By Jim Schutze
By Rachel Watts
By Lauren Drewes Daniels
By Anna Merlan
By Lee Escobedo
By Eric Nicholson
Dear Mexican: I was driving home on old King Road in San Jose, California, where a bunch of Mexicans live, and I noticed that almost every house has their Christmas lights still hanging from the rafters and reindeer and Santa Claus decorations weathered by the hot sun on the roofs. It's the middle of May, ¿qué onda? I took it one step further, 'cuz I figure I have to have another source for my research. I went down on White Road (but only browns live there!). Same thing—X-mas lights hanging. Is my gente so festive that it's hard to get over the holiday cheer? I mean, my mom would give me nalgadas if I didn't take ours down the day after the Reyes came and went. Your thoughts on this holiday phenomenon?
Dear Wab: Mexicans never get over the Navidad because we never stop partying—everyone knows that! In fairness, our celebration of the winter holidays goes on much longer than gabacho Christians. We start off with Las Posadas, a re-creation of Mary and Joseph's search for lodging in Bethlehem that occurs daily for eight days up until Christmas Eve and always involves caroling, piñatas and pozole. Christmas Eve brings the Rosary at an aunt's house, tamales and flirting with your second cousin; Misa del Gallo (Rooster's Mass) celebrates the birth of the Nazarene at midnight and follows with more food. The actual Christmas holiday is an afterthought, because Mexican kiddies traditionally don't receive their presents until January 6—what gabachos call Epiphany, and Mexicans deem el Día de los Reyes Magos (The Feast Day of the Magi). Then comes the cruelest form of child abuse Mexican parents can inflict on their niños—giving them an Xbox 360 package stuffed with...underwear and socks.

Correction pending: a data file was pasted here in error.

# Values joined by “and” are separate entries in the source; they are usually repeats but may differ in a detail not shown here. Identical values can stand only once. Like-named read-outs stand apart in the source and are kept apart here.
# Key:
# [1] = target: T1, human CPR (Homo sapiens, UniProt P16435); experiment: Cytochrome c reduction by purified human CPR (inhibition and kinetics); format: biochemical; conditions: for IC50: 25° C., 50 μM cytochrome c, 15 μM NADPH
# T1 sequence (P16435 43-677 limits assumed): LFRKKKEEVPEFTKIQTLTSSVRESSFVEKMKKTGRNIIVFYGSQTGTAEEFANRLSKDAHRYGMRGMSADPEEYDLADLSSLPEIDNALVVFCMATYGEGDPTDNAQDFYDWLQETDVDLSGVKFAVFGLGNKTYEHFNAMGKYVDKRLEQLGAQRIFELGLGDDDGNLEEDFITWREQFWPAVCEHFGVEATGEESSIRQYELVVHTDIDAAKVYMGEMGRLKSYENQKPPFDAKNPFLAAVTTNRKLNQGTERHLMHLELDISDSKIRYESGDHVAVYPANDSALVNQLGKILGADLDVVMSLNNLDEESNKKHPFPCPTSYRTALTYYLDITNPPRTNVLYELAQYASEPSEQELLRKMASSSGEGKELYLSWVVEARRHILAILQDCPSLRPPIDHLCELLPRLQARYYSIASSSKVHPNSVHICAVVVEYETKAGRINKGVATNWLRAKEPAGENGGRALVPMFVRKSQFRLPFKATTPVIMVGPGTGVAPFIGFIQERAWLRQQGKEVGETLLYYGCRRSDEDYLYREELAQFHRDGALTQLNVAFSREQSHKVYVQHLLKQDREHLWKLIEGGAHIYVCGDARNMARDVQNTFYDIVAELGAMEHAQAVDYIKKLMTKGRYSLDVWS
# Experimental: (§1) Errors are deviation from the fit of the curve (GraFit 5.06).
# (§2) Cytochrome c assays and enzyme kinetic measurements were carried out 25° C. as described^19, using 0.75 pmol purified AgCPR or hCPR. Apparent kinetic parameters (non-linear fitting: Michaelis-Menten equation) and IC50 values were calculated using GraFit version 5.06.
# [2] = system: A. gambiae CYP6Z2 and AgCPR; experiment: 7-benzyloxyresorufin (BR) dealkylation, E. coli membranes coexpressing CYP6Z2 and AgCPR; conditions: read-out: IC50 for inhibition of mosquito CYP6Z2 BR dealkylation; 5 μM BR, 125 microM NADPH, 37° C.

I asked you a question a couple of months ago. I don't regularly read your column, so can you e-mail me to let me know when it's going to run?
—Chula in Chula Vista
Dear Readers: For my year-end column, I usually run a question where someone calls me a pussy for not answering their misspelled rant. But over the past year, I've received variants of the above pregunta much more often. The answer ultimately remains the same: patience, gabachos, negritos, chinitos, mariposas, wabs and everyone else who reads this column. Patience. The ¡Ask a Mexican! archives is now about 260 pages of preguntas I've yet to answer. To specifically contestar the above question: lo siento, but I will not alert you when I finally get to your query—who do you think I am, a pinche Google alert? Nor will I individually answer you, as that would cut into my salary and I'd then have to take up my second job selling fake phone cards. However, my promise remains: I will eventually respond in my column, whether in a week or in a couple of years. It's your duty to read the Mexican, week in, week out, until I get there, and continue to spread my gospel in the meanwhile.
And ustedes have done an amazing job of that. 2008 has seen the Mexican invade 39 newspapers so that more than 2 million people read the dead-tree edition of this column and muchos more online. Gracias, thank you, thank you for all your nice words, angry screeds and spicy señoritas who become my MySpace friends; without your support, I'd be fighting a Guatemalan for a broom. The Mexican will be in Mexico next week trying to smuggle the last of his relatives into los Estados Unidos, so a best-of column will appear in its place; after that week, though, back to your queries about dwarves, anal sex and what that has to do with corn tortillas. Feliz Navidad, Próspero Año Nuevo, and don't let la migra catch you!